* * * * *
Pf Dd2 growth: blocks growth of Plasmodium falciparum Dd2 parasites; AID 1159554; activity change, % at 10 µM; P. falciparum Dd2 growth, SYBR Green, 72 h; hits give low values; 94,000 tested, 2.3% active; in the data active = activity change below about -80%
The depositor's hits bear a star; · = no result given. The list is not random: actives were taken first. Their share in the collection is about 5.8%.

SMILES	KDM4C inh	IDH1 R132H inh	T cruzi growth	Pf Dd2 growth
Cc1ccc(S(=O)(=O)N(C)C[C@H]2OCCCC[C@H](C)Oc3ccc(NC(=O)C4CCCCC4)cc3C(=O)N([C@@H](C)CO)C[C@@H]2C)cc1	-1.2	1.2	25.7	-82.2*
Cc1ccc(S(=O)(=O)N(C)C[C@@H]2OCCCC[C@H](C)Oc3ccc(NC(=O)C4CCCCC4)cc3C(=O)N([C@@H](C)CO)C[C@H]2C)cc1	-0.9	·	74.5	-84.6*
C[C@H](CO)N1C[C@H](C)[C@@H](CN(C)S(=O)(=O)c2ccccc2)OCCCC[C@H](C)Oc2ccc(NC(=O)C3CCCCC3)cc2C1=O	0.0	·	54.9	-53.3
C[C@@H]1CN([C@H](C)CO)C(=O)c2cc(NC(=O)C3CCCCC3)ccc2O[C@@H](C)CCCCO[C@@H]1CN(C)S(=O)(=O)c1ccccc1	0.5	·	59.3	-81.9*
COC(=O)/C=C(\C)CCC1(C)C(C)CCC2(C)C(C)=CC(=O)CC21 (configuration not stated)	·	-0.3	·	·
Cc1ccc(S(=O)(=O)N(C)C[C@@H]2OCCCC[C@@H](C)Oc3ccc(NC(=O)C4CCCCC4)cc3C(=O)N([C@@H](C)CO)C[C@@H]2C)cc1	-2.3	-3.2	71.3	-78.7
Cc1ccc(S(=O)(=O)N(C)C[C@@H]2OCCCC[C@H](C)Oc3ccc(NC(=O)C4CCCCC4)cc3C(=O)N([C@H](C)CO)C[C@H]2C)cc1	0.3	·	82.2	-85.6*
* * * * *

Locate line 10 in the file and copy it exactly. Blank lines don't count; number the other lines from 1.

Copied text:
Cc1ccc(S(=O)(=O)N(C)C[C@@H]2OCCCC[C@H](C)Oc3ccc(NC(=O)C4CCCCC4)cc3C(=O)N([C@H](C)CO)C[C@H]2C)cc1	0.3	·	82.2	-85.6*